At the conclusion of a well-crafted mystery story, the reader should be able to think back and recognize clues or hints embedded in the text, however faintly, that foretold the outcome. So it is with Adam Rapp’s new play Dreams of Flying Dreams of Falling, where facts and events pop up seemingly out of the blue. Looking back, they’re all “oh, yeah” moments.
In Rapp’s 90-minute play, produced off-Broadway by Atlantic Theater Company, we are at home with Bertram and Sandra, a well-to-do Connecticut couple in their late forties, their 26-year old daughter Cora. Their equally upscale dinner guests are Dirk and Celeste and that couples’ 20-something son James, recently released from an unnamed medical facility. Also on scene is the maid Wilma, a much more than functional character. Unfamiliar to us at the start, the dinner-party six are soon exposed as complex, troubled, secretive individuals who go on to reveal more and more about themselves in spite of themselves.
Some of the play is dinner conversation, by turns frivolous and pointed, gracious and hostile. All the while there’s an ominous undercurrent, paralleled by the threat of wild geese slamming into the side of the house. Throughout, Dreams/Dreams turns on actions and events that we could not have predicted…or could we? Thinking back on the play is almost as rewarding as seeing it.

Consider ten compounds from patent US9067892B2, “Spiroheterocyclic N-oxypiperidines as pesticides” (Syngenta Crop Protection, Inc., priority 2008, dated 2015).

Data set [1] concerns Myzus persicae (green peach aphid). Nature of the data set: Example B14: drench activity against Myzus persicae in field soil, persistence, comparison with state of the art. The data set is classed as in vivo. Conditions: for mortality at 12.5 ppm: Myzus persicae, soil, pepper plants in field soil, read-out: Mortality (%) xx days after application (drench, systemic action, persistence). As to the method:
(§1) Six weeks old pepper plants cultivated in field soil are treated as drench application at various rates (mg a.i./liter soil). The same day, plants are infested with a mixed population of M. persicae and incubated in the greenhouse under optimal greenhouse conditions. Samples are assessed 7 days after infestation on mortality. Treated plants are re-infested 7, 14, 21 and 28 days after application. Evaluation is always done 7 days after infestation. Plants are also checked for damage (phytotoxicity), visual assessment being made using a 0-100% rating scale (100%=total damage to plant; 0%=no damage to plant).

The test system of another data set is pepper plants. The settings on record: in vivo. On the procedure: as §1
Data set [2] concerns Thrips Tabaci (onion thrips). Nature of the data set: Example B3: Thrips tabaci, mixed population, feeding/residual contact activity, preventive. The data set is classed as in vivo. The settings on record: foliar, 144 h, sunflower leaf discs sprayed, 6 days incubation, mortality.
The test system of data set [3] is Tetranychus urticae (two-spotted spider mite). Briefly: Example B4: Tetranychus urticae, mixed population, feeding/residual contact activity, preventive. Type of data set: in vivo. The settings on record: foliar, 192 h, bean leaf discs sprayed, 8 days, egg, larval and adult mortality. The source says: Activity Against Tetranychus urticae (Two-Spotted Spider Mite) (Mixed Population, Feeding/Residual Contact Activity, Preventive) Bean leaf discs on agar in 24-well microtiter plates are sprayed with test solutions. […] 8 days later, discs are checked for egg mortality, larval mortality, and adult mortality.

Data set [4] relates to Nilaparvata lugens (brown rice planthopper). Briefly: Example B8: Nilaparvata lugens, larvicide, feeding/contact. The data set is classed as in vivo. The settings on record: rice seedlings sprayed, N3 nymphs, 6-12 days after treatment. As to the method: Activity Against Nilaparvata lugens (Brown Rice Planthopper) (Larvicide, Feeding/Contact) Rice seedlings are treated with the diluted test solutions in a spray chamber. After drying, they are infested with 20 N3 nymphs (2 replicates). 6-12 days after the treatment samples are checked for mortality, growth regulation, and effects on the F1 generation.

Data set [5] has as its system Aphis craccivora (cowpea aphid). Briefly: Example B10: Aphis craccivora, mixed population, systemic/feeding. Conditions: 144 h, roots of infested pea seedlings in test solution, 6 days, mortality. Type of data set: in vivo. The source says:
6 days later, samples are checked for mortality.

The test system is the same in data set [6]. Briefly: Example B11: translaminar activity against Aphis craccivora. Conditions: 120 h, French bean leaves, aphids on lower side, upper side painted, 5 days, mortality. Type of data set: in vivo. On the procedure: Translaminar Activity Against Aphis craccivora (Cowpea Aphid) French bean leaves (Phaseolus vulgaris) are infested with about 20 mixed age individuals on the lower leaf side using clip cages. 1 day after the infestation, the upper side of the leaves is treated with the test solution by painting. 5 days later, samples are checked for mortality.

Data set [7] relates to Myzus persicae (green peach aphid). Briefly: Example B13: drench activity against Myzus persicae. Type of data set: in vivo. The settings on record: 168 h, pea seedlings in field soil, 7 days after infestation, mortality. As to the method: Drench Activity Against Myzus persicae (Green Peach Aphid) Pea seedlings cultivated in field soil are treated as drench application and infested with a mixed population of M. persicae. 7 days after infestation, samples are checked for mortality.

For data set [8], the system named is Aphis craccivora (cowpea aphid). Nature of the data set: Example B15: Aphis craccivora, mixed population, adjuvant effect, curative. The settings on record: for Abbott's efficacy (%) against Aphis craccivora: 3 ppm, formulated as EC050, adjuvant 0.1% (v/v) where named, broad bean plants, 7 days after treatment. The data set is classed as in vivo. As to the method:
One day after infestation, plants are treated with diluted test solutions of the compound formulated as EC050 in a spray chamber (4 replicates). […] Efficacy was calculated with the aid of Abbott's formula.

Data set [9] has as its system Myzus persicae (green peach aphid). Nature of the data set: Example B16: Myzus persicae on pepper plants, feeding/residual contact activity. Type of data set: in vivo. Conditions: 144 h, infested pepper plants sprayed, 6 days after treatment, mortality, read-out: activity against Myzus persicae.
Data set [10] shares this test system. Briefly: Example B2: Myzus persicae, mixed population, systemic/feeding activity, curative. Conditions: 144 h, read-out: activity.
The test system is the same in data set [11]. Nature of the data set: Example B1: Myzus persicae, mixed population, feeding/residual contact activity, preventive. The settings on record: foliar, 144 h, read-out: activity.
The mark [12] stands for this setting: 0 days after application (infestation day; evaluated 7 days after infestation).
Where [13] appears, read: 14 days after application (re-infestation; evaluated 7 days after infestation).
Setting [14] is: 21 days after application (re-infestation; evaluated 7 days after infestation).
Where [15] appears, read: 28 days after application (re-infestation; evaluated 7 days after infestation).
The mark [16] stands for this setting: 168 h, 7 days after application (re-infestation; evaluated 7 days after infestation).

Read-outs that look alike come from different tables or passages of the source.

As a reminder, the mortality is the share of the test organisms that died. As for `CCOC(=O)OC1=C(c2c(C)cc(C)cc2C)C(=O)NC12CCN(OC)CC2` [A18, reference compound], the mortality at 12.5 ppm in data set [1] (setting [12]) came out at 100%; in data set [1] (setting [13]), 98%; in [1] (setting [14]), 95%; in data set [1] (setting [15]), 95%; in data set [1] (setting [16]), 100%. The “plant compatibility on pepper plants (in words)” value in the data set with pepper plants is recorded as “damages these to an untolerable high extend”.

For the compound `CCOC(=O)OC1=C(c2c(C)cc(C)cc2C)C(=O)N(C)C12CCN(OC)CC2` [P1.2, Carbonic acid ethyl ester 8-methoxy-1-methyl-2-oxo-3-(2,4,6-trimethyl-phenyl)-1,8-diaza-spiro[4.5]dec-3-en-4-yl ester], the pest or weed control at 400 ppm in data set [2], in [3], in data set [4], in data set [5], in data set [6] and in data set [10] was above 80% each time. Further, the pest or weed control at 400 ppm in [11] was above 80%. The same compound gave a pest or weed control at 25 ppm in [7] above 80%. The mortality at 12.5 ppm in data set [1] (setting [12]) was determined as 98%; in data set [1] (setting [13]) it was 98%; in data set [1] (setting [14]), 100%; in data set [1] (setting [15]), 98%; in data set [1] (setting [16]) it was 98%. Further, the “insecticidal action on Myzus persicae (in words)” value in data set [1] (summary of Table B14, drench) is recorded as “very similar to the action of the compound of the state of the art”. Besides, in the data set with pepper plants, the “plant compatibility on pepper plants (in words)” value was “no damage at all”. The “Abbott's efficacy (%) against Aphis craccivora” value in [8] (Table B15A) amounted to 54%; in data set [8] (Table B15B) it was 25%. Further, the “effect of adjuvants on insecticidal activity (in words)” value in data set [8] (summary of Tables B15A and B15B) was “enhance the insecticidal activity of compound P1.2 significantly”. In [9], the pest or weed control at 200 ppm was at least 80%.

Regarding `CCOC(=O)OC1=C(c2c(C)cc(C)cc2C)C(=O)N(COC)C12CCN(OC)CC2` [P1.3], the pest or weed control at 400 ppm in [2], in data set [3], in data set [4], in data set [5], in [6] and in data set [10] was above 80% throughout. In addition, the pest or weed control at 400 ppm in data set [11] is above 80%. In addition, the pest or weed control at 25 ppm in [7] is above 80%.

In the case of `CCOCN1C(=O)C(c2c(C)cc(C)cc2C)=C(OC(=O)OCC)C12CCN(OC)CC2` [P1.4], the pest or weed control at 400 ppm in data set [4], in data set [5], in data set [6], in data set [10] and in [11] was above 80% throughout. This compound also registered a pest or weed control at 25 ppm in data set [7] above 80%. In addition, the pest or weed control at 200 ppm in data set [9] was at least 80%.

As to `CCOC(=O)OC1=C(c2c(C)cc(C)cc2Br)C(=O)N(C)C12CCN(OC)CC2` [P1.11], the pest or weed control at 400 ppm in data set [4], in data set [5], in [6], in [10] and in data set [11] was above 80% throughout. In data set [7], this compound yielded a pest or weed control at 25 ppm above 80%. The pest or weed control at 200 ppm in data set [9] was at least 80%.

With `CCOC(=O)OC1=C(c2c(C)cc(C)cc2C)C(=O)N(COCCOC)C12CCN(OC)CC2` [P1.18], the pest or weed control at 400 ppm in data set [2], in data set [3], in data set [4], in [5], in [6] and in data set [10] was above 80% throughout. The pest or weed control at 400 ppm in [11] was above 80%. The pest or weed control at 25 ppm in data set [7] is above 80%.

All this about the play doesn’t diminish the crafty direction by Neil Pepe. He has blended a course between comedy and drama, overstating neither, that is seamlessly navigated by his actors. Christine Lahti’s stunning performance as Sandra (pronounced Saundra, of course) stands out as if written for her particular ability to inject warmth into acid-tongued bitterness. Reed Birney does more with less as her maybe-milquetoast (and maybe not) husband. Bert is like an iceberg – not cold, mind you, but with his essence ninety percent below the surface.
Katherine Waterston as the dreamy Harvard-grad Cora, who sees through everyone (literally, it seems) and Shane McRae as damaged son James (never Jim), who has learned not to trust the advice of stuffed animals, are both superb – singly and together. Cotter Smith and Betsy Aidem’s Dirk and Celeste circle tentatively around the others as if they know stuff the others don’t. (They do.) Looks between and among all the diners are as eloquent as any spoken words.
Then there’s the maid, played to perfection by Quincy Tyler Bernstine, who illuminates the underside of white-employer condescension. She also oversees one of the funniest (and, ahem, most realistic) sex scenes in memory.
Atlantic Theater’s own PR blurb posits that “the fate of the evening tilts toward an inevitable conclusion that promises to change the lives of all who came to the table.” It’s that inevitability, so neatly woven into the fabric of Dreams of Flying Dreams of Falling, that makes it a should-see.
Through Oct 30 at Classic Stage Company, 136 East 13th Street, NYC. Evening performances Tues-Sat at 8pm; matinees Wed and Sat at 2pm and Sun at 3pm. For Tickets ($65) at box office, at 212-279-4200 or online at www.atlantictheater.org